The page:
It’s an odd thing to love: you can’t pet her (bacteria!), she sleeps a lot (“she’s just still”), and she’s not terribly colorful (except for a slight hue after she eats). But when you ask 2nd-grade girls about “Pumpkin,” the axolotl that lives in a tank in Marianne Maloy’s science classroom, their hands shoot up. Never heard of or seen this creature before? It’s a type of salamander that spends its entire life underwater. She’s ADORABLE!” says one admirer. “She’s just SO cute!” says another. The children are fascinated: “She BREATHES through her SKIN!” They are often rewarded for good work or behavior with a visit to the tank: “She’s good to look at when I think; it’s calming.”
Ms. Maloy picked up the critically endangered amphibian from a fellow science teacher as the world shut down due to COVID in 2020. She kept Pumpkin in her son’s room at home until classrooms opened back up to animals/amphibians this past fall. And the students are glad Pumpkin is at school to stay.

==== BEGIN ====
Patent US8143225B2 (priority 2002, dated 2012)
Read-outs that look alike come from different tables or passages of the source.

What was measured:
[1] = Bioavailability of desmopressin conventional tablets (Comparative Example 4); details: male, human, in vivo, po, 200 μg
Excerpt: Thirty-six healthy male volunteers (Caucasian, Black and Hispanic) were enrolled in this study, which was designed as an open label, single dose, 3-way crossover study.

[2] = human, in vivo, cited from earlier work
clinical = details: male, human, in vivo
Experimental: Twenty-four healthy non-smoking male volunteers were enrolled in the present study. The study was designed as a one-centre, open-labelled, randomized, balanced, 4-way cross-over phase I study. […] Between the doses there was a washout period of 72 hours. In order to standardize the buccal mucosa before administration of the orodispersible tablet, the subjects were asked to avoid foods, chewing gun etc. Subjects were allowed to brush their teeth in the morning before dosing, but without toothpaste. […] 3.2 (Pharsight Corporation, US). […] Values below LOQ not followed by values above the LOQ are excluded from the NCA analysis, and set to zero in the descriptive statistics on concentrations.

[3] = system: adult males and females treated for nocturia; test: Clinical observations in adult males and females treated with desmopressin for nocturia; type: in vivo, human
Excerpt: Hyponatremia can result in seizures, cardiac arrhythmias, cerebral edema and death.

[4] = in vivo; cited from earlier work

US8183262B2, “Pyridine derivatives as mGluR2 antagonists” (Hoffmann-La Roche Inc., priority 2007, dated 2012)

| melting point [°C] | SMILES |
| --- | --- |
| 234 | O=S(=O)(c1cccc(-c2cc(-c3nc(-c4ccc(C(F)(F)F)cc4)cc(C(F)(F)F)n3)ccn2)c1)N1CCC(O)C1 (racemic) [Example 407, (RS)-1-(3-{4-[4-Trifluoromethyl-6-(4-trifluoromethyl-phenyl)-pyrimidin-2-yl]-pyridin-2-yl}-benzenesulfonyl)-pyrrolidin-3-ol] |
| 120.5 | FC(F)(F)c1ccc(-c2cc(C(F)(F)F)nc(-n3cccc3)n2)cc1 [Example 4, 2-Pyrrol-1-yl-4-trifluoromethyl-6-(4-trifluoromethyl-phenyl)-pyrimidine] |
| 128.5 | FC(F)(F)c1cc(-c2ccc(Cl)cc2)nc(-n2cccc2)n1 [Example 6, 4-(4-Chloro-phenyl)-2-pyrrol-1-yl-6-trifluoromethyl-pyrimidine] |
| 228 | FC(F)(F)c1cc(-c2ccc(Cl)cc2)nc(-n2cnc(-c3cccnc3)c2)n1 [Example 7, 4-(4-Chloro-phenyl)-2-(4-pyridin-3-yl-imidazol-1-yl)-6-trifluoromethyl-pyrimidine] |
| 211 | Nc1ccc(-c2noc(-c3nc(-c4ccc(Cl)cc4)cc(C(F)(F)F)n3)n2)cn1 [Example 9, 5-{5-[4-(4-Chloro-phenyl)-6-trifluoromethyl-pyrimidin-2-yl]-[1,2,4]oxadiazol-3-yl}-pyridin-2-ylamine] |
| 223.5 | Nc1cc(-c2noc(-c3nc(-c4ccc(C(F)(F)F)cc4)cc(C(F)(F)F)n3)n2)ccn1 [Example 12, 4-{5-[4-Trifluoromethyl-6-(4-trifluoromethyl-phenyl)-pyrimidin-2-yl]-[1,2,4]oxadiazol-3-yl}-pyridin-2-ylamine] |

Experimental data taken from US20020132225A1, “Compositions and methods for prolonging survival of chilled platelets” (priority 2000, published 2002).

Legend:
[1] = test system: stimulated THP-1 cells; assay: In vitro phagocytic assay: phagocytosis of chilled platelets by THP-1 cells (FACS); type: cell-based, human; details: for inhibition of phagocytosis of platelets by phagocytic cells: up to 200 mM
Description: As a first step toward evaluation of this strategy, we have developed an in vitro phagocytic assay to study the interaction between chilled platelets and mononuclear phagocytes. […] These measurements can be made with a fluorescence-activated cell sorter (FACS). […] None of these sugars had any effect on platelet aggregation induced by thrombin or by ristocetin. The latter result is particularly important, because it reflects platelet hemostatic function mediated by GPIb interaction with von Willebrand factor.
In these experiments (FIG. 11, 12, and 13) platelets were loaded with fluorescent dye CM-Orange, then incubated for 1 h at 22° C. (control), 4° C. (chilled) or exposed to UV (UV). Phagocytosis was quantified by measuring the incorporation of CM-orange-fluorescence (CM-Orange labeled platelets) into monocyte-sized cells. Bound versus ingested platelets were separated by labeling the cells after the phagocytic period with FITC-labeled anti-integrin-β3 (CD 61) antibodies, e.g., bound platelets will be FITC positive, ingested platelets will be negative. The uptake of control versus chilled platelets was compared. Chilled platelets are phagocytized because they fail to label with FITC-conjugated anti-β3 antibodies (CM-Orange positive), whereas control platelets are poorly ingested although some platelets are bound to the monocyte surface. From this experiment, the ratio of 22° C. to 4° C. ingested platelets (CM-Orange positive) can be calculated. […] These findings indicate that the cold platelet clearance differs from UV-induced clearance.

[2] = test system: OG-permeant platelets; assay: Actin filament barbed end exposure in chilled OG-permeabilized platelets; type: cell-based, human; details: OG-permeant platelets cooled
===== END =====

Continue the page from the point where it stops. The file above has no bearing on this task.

As Pumpkin grows, her habitat changes. Ms. Maloy, who has learned a lot through this website, recently added substrate and plants to provide a cozy environment, and next year she plans to set up a 55-gallon tank for more space with additional hiding places. She and the children always have Pumpkin's sensitivities in mind; there is a tank cover for sunny or busy classroom days. Ms. Maloy states enthusiastically, "She is well taken care of and very much loved by all of the students!"